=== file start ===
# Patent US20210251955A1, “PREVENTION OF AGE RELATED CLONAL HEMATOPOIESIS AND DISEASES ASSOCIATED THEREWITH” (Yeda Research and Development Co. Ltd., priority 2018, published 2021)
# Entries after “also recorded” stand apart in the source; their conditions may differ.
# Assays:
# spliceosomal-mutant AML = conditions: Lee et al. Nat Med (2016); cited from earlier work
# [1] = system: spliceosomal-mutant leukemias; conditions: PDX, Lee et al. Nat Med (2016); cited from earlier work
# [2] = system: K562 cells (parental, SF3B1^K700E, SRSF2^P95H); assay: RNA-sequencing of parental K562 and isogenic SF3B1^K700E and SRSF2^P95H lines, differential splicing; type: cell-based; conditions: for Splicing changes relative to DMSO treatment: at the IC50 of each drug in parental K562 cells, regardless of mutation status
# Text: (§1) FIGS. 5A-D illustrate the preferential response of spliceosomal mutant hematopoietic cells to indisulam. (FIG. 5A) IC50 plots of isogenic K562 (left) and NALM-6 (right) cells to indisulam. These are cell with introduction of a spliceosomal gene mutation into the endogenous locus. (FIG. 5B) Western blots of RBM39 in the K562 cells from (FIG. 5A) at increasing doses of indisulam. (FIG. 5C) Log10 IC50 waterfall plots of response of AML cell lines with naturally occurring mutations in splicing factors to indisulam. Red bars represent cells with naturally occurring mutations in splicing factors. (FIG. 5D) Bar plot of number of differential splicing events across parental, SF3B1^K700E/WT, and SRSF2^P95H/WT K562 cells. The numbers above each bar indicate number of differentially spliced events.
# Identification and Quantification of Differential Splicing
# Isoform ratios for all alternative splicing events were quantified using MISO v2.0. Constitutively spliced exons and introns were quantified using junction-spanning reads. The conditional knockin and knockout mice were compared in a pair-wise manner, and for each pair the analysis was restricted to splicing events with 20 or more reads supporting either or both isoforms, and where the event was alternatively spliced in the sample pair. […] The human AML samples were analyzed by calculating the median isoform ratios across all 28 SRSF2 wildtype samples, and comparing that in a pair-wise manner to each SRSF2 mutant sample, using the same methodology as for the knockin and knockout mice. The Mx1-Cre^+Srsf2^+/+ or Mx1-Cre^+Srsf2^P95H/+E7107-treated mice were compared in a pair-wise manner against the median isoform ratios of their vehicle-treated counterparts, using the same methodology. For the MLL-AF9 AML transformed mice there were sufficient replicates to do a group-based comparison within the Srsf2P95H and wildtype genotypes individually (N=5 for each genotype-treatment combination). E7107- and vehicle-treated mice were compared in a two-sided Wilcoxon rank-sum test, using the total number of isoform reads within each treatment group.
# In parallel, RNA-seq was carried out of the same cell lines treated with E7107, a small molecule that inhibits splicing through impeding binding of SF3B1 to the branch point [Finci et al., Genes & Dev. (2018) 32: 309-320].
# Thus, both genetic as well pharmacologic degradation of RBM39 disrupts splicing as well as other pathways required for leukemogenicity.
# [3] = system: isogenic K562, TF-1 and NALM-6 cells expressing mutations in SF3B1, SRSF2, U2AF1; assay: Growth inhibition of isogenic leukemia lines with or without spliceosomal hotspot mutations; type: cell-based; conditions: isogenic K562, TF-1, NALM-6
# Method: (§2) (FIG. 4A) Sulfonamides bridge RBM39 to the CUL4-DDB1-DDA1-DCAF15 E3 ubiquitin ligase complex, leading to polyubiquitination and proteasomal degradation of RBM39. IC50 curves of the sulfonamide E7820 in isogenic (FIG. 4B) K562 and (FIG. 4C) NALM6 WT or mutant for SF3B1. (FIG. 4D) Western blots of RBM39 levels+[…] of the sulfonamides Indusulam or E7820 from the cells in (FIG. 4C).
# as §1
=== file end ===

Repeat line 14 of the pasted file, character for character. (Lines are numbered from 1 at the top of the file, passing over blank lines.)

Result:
# as §1